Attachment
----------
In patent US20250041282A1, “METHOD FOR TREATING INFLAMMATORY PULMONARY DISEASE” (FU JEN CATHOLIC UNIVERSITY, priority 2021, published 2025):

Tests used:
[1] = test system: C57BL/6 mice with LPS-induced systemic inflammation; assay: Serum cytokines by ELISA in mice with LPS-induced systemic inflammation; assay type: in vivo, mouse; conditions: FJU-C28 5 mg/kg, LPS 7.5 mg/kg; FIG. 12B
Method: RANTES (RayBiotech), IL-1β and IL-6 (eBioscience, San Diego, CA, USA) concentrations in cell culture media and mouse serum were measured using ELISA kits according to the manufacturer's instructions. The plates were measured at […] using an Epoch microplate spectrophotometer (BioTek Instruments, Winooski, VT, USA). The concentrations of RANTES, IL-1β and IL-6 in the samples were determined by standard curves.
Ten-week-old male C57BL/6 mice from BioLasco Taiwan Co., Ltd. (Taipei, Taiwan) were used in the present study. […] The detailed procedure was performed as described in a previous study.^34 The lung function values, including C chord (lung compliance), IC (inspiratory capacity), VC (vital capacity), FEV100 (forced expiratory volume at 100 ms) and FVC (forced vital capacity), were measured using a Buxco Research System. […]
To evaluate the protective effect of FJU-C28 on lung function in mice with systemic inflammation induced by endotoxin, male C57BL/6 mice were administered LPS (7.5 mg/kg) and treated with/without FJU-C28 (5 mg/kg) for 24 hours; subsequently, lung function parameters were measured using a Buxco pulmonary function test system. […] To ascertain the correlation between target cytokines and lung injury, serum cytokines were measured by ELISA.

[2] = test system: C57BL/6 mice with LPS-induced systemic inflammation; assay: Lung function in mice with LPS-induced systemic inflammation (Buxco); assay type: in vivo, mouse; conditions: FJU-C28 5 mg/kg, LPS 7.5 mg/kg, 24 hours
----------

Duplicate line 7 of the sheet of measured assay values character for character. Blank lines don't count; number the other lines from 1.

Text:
[2] = test system: C57BL/6 mice with LPS-induced systemic inflammation; assay: Lung function in mice with LPS-induced systemic inflammation (Buxco); assay type: in vivo, mouse; conditions: FJU-C28 5 mg/kg, LPS 7.5 mg/kg, 24 hours